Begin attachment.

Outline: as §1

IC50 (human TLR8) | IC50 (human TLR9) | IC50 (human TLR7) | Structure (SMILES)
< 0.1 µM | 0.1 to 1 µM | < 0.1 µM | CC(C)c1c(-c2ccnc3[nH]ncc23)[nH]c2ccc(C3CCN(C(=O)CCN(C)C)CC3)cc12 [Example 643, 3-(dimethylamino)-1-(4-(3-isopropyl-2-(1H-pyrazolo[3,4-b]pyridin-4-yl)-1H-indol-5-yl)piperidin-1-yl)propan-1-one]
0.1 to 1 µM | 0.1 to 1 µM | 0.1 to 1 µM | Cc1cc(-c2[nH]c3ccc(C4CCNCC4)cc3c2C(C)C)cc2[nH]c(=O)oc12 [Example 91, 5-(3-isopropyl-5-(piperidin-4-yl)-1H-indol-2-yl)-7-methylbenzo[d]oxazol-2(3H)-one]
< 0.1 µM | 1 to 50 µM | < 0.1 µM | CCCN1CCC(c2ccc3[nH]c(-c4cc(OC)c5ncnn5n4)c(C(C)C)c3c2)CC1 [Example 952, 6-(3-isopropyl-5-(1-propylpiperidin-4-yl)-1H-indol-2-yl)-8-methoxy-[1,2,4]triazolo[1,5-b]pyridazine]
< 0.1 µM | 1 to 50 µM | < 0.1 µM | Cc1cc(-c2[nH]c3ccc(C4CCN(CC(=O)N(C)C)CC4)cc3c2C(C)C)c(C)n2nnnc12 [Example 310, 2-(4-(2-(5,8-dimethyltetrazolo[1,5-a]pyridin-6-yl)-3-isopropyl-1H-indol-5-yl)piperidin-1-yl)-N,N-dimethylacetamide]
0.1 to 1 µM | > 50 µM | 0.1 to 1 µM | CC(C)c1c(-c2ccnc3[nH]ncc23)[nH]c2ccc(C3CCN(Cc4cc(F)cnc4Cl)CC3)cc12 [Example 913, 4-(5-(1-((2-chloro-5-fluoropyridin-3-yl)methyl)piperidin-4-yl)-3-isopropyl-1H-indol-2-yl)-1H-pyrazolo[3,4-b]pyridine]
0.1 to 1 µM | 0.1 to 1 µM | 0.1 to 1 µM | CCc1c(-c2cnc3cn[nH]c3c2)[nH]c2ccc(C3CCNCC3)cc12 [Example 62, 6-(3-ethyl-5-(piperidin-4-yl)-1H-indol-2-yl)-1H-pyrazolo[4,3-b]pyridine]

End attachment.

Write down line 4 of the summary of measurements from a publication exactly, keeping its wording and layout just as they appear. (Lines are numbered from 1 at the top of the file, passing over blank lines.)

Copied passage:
0.1 to 1 µM | 0.1 to 1 µM | 0.1 to 1 µM | Cc1cc(-c2[nH]c3ccc(C4CCNCC4)cc3c2C(C)C)cc2[nH]c(=O)oc12 [Example 91, 5-(3-isopropyl-5-(piperidin-4-yl)-1H-indol-2-yl)-7-methylbenzo[d]oxazol-2(3H)-one]